The Dallas Cowboys did very little to pad the running back position. After losing DeMarco Murray, who led the league in rushing with 1,845 yards and 13 touchdowns, to free agency, they filled out their backfield with the injury prone Darren McFadden and the unproven backups Lance Dunbar and Joseph Randle.

Yet, with such an uncertain backfield, the Cowboys are strangely “comfortable” with what many analysts see as a big question mark entering the 2015 season.

Dallas Cowboys Are Strangely ‘Comfortable’

“We’re very comfortable,” Jerry Jones told USA Today. “We want to continue to balance the right amount of work for McFadden, Randle, Dunbar, we want to get them the right amount of work, but we don’t want to be foolish as to what we do as we get on into the physical part of training camp. Those are guys we’re planning to go against New York with.”

Obviously, everyone is wondering whether Murray was a product of the fantastic offensive line or will Jones’ refusal to sign him to a big deal be a big mistake? More importantly, could these three running backs, who are likely to share snaps with McFadden leading the way, really take on the load of the team? The veteran Tony Romo, who is entering his first training camp reasonably healthy in quite some time, needs a balanced offense to work with when he is pressured into putting the team on his back, then he usually forces throws and puts his body in grave danger.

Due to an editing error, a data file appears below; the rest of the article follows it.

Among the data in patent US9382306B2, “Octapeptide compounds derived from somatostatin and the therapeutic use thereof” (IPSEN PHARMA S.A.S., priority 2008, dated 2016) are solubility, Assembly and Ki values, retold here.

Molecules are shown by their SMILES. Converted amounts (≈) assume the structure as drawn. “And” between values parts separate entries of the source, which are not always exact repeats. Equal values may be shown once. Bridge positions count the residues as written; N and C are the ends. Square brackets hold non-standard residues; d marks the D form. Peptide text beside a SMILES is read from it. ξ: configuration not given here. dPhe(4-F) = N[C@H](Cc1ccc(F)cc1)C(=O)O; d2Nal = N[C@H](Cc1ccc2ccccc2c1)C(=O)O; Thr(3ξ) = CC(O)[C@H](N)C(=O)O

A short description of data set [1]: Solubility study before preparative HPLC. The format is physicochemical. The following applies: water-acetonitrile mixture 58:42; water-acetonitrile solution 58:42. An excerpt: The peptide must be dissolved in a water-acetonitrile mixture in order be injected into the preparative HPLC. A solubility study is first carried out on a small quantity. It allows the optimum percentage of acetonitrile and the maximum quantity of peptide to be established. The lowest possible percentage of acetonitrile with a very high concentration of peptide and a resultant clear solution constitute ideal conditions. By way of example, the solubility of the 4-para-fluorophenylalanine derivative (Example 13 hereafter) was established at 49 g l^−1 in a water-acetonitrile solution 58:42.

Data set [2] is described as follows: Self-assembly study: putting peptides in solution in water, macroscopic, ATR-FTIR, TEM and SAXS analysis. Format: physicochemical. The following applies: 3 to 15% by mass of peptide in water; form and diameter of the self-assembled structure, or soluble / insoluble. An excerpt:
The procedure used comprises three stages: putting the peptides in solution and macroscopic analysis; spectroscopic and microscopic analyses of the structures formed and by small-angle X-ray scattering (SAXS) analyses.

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So again, should the Cowboys be “comfortable” with these backs? Of course, it is something that Jones’ is going to say regardless of how he feels. But the organization did little during the draft and free agency to sure up the position, which reflects great faith in what the team already has there. And this is something that has left plenty of people scratching their heads because all three have not really proven themselves.

McFadden, the seven-year veteran, only played in one full season, which was 2014 — he did not even start all sixteen games and posted atrocious numbers. In fact, injuries have fully impacted McFadden’s career, as he only reached the 1,000-yard milestone once  and was available for only 73 of a possible 112 games.

On top of this, both Dunbar and Randle are young backs with less than 200 combined carries: the former was not even drafted. They have obviously seen snaps over the last few seasons, but not enough to be comfortable with them backing up the likely to be hurt McFadden.

But perhaps the Cowboys see something that we do not. Still, the word “comfortable” and its many variations should stay far away from any description of that backfield.

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